Fonda: I never should’ve survived. But in a way, I’m glad I didn’t think about it more because then I wouldn’t have done the things that were the most important and interesting.

Rossellini: Exactly. I think it’s so hard to work for a career, like, you have a design of what your career should be. I always work in what is interesting to me, and I hopefully will make a career.

Mamma came home, she was so depressed, because she was getting older and she wasn’t getting a lot of work, and I kept on saying, “But Mamma, why don’t you direct? Is there anything else you could do?” And she said, “I can only act,” and she did theater, television, but it was never enough; she wanted to do so much more. And then you came and you produced. And I remember saying, “Of course. You can do that.” You empowered me. And, yeah, my mom was very powerful, and had an extraordinary career, but you are such an inspiration to me.

Olsen: Joan, was it a difficult transition to make from theater into film?

Allen: That probably took me a good five years. I mean, I understood character, and how to build character but I didn’t understand how to do it. And I found all the hair and makeup people, and wardrobe, extremely annoying, and they made me angry. And Jeff Bridges helped me so much because he was on “Tucker,” and he’d been doing it for so many years. And finally, one day, I said, “Jeff, I’ve been spending so much time going, ‘I hate you, get out of my face (to the crew).'” He said, “I embrace them. Instead of spending all that negative energy pushing them away, I bring them into me, and I think, I can’t do my job until they do theirs, because if I have a piece of spinach in between my teeth, they’re not gonna use the take.” And he just made me relax and find my own space to work while they’re working, because they’re essential. He was so helpful to me.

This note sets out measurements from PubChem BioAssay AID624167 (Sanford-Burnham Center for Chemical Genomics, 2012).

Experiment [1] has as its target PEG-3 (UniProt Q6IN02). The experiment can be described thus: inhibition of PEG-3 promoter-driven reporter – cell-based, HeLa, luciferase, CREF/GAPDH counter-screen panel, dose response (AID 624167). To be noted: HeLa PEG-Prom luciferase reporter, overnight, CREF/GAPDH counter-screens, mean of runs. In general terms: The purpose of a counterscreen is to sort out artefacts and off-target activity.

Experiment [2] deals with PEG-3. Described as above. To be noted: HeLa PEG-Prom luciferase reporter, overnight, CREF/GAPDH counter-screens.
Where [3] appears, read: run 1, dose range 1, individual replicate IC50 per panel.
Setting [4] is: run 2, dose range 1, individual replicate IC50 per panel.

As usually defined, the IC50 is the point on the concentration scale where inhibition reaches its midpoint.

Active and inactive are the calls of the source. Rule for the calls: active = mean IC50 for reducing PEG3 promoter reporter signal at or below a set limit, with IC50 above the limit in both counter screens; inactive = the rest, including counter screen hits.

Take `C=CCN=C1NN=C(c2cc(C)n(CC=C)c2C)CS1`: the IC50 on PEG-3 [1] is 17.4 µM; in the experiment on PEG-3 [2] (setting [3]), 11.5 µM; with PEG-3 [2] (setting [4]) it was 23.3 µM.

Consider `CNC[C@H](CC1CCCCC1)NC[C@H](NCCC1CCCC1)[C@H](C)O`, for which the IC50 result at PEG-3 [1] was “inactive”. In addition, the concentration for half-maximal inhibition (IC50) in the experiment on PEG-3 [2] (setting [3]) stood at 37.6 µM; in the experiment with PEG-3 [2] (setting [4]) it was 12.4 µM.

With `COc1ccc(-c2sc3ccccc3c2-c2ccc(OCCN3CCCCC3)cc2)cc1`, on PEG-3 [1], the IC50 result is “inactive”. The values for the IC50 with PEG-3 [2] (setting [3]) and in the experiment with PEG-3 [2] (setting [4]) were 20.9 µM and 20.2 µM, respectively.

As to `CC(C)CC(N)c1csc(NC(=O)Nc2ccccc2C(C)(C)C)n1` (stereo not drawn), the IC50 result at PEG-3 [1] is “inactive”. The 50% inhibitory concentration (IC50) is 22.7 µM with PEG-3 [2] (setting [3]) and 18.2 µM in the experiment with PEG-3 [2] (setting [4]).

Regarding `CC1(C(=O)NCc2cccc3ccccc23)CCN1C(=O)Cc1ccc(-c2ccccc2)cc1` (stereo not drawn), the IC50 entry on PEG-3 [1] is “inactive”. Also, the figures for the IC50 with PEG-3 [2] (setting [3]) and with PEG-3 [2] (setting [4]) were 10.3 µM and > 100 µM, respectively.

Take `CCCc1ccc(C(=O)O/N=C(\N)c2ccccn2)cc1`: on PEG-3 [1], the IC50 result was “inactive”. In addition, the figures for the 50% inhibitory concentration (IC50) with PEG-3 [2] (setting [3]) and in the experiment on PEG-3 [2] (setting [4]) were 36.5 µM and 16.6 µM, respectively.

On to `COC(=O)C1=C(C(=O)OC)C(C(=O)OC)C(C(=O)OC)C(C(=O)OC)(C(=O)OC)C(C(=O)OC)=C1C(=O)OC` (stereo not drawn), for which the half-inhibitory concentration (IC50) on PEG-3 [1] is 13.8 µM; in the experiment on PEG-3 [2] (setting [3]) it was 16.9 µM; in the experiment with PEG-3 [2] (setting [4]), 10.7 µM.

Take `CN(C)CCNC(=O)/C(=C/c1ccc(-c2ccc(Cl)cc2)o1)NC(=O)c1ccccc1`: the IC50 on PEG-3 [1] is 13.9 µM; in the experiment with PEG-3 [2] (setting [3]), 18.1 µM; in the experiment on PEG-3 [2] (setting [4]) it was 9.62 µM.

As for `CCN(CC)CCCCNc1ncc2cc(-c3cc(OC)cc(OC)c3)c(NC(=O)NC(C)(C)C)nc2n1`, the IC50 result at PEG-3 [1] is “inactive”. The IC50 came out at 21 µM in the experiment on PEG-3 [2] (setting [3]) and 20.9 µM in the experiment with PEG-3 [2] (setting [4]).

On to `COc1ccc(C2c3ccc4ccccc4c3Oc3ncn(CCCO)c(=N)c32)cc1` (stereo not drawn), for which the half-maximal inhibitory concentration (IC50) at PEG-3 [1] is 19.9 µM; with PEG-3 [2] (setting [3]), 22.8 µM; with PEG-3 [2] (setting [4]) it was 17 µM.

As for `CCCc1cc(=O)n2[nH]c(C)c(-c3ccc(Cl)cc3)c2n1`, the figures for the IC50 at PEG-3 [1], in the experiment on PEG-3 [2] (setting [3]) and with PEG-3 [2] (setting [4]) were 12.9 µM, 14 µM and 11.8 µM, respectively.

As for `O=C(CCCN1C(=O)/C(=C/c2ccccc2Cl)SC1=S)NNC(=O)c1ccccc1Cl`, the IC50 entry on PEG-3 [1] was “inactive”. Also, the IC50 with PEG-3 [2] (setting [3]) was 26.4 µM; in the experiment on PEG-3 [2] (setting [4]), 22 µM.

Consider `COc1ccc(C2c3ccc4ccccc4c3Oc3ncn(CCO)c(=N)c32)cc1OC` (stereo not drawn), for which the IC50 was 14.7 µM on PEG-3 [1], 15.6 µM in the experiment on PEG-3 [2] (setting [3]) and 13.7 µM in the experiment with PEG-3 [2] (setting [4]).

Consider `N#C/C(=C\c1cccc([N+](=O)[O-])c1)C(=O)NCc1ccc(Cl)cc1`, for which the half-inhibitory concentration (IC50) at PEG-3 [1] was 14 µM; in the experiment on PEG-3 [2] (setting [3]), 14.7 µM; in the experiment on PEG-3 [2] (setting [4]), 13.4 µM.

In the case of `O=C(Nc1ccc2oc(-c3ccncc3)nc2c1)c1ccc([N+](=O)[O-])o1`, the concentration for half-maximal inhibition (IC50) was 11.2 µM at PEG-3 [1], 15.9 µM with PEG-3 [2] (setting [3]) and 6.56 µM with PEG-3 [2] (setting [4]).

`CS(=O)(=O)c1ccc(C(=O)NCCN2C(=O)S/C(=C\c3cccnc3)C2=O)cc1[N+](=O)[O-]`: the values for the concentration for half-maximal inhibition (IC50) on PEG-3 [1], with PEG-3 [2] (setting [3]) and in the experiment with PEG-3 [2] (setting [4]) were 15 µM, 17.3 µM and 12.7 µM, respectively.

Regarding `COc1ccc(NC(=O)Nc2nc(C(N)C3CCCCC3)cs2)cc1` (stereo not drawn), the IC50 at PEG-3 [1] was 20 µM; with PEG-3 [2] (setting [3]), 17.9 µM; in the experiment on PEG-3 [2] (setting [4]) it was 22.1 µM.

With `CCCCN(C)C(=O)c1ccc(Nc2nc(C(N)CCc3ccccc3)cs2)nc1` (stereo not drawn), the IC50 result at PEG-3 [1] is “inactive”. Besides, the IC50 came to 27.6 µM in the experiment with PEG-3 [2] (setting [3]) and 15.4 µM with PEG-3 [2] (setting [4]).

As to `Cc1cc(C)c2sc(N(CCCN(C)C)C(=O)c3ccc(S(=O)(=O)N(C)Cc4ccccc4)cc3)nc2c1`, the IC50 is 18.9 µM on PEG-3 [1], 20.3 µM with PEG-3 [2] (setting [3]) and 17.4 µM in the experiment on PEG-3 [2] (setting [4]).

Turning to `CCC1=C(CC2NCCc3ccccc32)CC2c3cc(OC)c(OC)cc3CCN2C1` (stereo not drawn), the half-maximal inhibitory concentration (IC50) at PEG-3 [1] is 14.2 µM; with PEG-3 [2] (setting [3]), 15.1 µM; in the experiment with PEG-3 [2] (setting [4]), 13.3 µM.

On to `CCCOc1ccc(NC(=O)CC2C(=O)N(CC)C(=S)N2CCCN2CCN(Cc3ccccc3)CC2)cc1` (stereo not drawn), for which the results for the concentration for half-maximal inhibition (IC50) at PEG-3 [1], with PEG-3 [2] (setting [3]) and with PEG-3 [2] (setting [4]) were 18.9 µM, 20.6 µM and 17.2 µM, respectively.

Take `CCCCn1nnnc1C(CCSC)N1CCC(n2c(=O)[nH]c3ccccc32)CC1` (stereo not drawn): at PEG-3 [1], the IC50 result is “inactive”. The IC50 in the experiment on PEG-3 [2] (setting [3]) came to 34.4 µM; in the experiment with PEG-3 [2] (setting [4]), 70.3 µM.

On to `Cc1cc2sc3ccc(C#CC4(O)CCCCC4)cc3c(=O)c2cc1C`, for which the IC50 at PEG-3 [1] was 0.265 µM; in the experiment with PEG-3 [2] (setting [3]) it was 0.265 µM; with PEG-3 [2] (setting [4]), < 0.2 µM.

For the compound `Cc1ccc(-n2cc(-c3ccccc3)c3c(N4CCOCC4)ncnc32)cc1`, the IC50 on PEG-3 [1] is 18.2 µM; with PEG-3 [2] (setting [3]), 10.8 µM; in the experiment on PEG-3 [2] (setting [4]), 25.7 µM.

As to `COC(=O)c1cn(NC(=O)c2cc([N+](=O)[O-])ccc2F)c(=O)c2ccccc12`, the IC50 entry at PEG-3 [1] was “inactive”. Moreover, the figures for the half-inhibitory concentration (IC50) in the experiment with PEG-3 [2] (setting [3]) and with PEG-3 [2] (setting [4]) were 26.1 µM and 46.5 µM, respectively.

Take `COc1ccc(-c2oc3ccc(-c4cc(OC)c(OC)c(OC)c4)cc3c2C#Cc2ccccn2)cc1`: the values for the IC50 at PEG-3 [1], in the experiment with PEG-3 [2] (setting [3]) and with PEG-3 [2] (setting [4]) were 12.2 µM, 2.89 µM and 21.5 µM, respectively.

Olsen: Jennifer, for you, as someone who has been acting since you were relatively young, did all that come very naturally to you or did that take some time to figure out?

Leigh: I was doing this TV movie, and it was the first time, I think, I had a close-up, and then I suddenly saw the camera and it was enormous. And I was just mesmerized by how big that thing was. And I went home to my mother, and she said, “How was it?” and I said, “I was terrible. I was so intimidated by the camera,” and she said, “The camera is your friend. You have to just take it in.” Don’t pretend it doesn’t exist. It’s there, it’s there and it’s just part of your world. And so I got those lessons early.

Keegan: Do any of you ever read film reviews?

Rossellini: That’s a dangerous one. I try not to read it, and I’m pretty disciplined. But there’s always somebody that calls and said, “I can’t believe what the Los Angeles Times has written about you,” “What? What did they do?”

Allen: I read nothing.

Fonda: Oh, I read every review. After you’ve been doing it for a long time you learn what to take seriously and what not to take seriously. But the ones that are smart, you can learn a lot from. But, when you’re in a play, it’s different, ’cause you have to do it again that night. So, I waited a couple of weeks before I read my reviews. And then I lied. I said I didn’t read them, but I did. I can say that now.